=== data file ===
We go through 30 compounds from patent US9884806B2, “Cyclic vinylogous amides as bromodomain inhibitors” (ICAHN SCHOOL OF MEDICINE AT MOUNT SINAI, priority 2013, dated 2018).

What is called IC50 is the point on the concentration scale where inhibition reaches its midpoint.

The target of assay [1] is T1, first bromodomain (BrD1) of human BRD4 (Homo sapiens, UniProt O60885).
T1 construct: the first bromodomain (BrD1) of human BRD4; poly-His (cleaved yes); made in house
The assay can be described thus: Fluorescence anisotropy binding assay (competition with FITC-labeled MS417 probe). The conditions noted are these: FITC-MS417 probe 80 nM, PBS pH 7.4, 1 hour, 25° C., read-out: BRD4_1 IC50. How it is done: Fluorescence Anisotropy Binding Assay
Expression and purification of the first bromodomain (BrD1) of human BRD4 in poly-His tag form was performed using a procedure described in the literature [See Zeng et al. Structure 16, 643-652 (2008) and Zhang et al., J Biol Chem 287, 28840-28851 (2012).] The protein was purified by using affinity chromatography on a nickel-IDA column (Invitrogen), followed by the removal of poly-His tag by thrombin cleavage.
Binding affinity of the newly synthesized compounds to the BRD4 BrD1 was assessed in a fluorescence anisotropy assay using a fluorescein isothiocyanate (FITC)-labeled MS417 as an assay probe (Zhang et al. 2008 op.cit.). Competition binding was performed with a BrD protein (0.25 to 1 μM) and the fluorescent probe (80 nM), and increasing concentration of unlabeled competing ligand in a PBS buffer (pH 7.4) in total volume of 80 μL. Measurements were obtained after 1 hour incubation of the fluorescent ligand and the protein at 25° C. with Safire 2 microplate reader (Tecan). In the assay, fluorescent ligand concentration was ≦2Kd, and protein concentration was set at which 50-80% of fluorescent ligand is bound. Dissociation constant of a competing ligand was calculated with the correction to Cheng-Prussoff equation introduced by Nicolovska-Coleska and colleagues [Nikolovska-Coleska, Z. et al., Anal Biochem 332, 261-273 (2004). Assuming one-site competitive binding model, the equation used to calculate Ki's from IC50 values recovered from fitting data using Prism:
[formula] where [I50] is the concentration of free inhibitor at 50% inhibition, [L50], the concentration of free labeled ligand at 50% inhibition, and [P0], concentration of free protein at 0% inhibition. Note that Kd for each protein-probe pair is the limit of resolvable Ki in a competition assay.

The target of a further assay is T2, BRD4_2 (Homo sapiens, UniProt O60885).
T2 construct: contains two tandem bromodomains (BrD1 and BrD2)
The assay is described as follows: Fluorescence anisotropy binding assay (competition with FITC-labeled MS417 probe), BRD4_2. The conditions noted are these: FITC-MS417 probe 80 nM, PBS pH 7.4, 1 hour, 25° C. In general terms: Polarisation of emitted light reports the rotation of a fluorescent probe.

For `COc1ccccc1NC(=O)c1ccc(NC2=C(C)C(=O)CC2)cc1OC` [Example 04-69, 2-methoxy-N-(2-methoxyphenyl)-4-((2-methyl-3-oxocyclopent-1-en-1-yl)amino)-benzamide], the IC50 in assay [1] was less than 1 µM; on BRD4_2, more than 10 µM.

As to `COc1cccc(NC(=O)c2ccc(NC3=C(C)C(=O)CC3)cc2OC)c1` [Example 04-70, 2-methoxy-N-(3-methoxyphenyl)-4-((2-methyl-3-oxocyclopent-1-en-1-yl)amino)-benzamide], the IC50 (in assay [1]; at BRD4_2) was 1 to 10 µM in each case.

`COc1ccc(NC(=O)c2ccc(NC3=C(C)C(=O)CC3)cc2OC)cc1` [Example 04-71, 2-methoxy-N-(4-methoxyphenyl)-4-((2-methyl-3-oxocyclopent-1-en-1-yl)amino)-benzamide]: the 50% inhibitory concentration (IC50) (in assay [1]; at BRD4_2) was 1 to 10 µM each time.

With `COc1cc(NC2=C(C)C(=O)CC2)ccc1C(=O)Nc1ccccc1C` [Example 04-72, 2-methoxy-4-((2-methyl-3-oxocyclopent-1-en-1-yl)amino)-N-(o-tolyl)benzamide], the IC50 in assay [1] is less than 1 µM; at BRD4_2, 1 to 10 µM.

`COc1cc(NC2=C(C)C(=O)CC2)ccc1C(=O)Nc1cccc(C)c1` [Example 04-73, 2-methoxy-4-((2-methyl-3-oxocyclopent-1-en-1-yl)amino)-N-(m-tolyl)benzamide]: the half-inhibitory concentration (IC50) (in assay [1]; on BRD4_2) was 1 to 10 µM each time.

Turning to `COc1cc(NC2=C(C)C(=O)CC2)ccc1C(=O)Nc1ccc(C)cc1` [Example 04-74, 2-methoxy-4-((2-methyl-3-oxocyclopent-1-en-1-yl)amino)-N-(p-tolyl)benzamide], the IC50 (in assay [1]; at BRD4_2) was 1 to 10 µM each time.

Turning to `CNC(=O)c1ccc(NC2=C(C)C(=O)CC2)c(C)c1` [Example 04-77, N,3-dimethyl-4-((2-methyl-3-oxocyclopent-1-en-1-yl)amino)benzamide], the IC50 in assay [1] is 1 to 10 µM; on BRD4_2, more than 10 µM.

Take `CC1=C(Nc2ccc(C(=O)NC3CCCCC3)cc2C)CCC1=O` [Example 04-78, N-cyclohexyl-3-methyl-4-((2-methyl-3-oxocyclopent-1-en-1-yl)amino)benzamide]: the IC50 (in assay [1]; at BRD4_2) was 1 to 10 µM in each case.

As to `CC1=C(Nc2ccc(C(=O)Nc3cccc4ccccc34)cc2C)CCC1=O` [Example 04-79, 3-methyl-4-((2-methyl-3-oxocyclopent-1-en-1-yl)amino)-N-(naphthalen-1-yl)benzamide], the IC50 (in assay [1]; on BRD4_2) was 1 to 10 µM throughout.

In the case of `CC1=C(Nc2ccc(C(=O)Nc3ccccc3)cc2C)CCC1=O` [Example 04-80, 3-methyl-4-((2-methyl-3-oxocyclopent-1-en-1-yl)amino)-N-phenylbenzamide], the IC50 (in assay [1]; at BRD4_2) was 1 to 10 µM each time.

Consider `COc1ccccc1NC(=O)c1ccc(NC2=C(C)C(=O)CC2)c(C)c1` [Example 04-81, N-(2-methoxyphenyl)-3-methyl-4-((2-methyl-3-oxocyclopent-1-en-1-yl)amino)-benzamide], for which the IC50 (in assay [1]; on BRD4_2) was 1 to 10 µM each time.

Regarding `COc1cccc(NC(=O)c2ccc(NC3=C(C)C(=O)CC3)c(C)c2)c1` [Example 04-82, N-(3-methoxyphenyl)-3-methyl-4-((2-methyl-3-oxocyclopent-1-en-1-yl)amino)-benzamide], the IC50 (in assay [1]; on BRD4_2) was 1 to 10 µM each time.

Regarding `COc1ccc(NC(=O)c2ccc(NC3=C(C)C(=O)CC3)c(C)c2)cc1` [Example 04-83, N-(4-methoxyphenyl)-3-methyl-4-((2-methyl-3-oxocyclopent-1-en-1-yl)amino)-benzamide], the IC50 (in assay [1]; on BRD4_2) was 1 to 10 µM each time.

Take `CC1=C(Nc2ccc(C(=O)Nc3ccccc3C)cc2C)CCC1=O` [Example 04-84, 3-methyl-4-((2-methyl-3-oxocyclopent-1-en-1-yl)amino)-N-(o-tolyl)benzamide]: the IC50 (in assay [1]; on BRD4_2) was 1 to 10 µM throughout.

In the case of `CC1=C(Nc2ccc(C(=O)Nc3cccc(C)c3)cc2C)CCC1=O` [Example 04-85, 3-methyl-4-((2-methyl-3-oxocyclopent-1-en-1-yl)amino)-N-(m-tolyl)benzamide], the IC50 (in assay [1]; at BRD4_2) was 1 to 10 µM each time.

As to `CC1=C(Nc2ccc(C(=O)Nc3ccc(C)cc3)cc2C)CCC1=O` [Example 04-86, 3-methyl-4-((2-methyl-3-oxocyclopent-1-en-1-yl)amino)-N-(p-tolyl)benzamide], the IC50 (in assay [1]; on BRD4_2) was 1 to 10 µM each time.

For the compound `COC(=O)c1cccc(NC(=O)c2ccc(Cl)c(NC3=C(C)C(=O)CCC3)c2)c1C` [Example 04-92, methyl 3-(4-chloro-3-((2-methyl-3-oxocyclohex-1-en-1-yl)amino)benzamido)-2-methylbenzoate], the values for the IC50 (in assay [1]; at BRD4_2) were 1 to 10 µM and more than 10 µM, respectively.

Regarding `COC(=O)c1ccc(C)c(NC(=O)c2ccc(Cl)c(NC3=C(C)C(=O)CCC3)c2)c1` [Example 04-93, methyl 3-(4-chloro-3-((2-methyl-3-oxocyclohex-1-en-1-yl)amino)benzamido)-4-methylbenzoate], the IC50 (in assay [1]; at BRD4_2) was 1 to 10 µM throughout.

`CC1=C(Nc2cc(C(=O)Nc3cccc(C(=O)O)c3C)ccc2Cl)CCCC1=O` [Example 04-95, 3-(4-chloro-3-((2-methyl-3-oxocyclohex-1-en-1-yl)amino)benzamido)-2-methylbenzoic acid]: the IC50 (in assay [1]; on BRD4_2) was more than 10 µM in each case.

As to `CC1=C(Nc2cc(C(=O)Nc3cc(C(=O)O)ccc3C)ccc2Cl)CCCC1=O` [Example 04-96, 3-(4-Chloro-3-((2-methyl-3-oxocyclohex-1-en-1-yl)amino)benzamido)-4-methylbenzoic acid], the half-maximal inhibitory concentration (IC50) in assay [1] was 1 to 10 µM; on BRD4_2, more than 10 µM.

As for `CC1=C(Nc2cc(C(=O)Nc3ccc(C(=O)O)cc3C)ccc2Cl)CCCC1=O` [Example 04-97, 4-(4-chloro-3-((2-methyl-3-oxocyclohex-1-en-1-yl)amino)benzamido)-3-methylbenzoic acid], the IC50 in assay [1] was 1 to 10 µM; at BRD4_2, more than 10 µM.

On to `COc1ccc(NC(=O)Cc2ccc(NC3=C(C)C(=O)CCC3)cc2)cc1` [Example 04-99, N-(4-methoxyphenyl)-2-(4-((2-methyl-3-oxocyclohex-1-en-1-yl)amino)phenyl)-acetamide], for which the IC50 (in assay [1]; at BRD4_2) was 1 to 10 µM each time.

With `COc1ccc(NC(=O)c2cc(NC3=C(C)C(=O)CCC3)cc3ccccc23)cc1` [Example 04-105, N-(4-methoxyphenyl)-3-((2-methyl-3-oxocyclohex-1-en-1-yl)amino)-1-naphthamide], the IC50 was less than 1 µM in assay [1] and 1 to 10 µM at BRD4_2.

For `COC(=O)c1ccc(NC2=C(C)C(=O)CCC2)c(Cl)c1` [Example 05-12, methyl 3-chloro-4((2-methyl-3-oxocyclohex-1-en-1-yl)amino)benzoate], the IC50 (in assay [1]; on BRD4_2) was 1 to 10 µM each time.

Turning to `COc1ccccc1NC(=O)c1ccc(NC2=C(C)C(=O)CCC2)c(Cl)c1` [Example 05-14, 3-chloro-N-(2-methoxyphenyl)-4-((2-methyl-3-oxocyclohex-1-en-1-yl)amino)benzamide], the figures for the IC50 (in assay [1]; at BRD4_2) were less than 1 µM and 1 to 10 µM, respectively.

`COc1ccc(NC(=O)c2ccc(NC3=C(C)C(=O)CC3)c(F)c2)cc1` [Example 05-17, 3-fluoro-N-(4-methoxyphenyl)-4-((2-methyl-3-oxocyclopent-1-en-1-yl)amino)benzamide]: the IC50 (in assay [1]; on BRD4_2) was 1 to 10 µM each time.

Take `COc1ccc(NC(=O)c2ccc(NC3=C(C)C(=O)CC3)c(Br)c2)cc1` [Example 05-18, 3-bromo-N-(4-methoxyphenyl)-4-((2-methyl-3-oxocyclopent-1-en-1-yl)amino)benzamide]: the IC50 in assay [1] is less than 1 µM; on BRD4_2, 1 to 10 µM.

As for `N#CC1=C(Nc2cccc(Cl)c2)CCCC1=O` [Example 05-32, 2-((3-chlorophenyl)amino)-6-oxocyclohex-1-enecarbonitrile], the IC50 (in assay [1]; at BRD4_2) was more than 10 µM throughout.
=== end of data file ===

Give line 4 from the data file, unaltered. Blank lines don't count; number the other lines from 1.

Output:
T1 construct: the first bromodomain (BrD1) of human BRD4; poly-His (cleaved yes); made in house